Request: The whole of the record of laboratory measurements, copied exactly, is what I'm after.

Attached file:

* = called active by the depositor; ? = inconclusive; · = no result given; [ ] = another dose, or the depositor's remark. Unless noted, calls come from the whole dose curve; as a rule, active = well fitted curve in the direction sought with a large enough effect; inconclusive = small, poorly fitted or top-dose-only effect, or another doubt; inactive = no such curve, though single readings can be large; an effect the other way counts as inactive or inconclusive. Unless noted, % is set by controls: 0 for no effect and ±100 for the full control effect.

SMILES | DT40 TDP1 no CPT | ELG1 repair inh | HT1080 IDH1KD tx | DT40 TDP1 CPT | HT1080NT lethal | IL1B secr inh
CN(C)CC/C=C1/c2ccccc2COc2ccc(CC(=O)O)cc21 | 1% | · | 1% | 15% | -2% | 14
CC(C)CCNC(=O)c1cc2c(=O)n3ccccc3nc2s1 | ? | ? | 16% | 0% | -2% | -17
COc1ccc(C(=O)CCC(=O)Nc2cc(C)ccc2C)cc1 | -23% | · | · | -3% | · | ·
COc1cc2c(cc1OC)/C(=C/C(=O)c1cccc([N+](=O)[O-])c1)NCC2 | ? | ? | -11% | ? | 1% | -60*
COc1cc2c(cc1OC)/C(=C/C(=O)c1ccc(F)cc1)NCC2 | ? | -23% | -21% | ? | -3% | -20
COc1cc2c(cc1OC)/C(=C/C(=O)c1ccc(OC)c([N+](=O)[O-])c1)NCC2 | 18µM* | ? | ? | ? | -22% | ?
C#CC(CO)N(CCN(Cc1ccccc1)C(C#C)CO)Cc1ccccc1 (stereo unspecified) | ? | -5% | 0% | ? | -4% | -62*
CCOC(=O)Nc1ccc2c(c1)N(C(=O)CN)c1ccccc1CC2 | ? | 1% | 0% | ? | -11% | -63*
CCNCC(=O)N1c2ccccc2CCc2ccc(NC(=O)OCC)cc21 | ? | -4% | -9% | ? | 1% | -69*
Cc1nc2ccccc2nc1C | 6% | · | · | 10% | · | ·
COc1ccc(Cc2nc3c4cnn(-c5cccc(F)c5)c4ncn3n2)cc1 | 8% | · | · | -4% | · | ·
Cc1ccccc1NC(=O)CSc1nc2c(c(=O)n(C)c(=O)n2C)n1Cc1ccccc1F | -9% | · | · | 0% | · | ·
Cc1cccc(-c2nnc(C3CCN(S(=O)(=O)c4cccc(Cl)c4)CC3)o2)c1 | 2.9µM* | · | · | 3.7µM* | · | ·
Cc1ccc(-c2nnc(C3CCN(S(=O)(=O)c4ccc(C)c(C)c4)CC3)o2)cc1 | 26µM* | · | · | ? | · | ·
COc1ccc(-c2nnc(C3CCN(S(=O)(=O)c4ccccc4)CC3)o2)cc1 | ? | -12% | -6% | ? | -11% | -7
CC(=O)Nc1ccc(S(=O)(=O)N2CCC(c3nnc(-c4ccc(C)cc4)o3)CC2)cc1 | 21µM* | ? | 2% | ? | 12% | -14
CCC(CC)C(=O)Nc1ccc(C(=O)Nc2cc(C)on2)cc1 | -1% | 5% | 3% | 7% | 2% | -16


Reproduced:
* = called active by the depositor; ? = inconclusive; · = no result given; [ ] = another dose, or the depositor's remark. Unless noted, calls come from the whole dose curve; as a rule, active = well fitted curve in the direction sought with a large enough effect; inconclusive = small, poorly fitted or top-dose-only effect, or another doubt; inactive = no such curve, though single readings can be large; an effect the other way counts as inactive or inconclusive. Unless noted, % is set by controls: 0 for no effect and ±100 for the full control effect.

SMILES | DT40 TDP1 no CPT | ELG1 repair inh | HT1080 IDH1KD tx | DT40 TDP1 CPT | HT1080NT lethal | IL1B secr inh
CN(C)CC/C=C1/c2ccccc2COc2ccc(CC(=O)O)cc21 | 1% | · | 1% | 15% | -2% | 14
CC(C)CCNC(=O)c1cc2c(=O)n3ccccc3nc2s1 | ? | ? | 16% | 0% | -2% | -17
COc1ccc(C(=O)CCC(=O)Nc2cc(C)ccc2C)cc1 | -23% | · | · | -3% | · | ·
COc1cc2c(cc1OC)/C(=C/C(=O)c1cccc([N+](=O)[O-])c1)NCC2 | ? | ? | -11% | ? | 1% | -60*
COc1cc2c(cc1OC)/C(=C/C(=O)c1ccc(F)cc1)NCC2 | ? | -23% | -21% | ? | -3% | -20
COc1cc2c(cc1OC)/C(=C/C(=O)c1ccc(OC)c([N+](=O)[O-])c1)NCC2 | 18µM* | ? | ? | ? | -22% | ?
C#CC(CO)N(CCN(Cc1ccccc1)C(C#C)CO)Cc1ccccc1 (stereo unspecified) | ? | -5% | 0% | ? | -4% | -62*
CCOC(=O)Nc1ccc2c(c1)N(C(=O)CN)c1ccccc1CC2 | ? | 1% | 0% | ? | -11% | -63*
CCNCC(=O)N1c2ccccc2CCc2ccc(NC(=O)OCC)cc21 | ? | -4% | -9% | ? | 1% | -69*
Cc1nc2ccccc2nc1C | 6% | · | · | 10% | · | ·
COc1ccc(Cc2nc3c4cnn(-c5cccc(F)c5)c4ncn3n2)cc1 | 8% | · | · | -4% | · | ·
Cc1ccccc1NC(=O)CSc1nc2c(c(=O)n(C)c(=O)n2C)n1Cc1ccccc1F | -9% | · | · | 0% | · | ·
Cc1cccc(-c2nnc(C3CCN(S(=O)(=O)c4cccc(Cl)c4)CC3)o2)c1 | 2.9µM* | · | · | 3.7µM* | · | ·
Cc1ccc(-c2nnc(C3CCN(S(=O)(=O)c4ccc(C)c(C)c4)CC3)o2)cc1 | 26µM* | · | · | ? | · | ·
COc1ccc(-c2nnc(C3CCN(S(=O)(=O)c4ccccc4)CC3)o2)cc1 | ? | -12% | -6% | ? | -11% | -7
CC(=O)Nc1ccc(S(=O)(=O)N2CCC(c3nnc(-c4ccc(C)cc4)o3)CC2)cc1 | 21µM* | ? | 2% | ? | 12% | -14
CCC(CC)C(=O)Nc1ccc(C(=O)Nc2cc(C)on2)cc1 | -1% | 5% | 3% | 7% | 2% | -16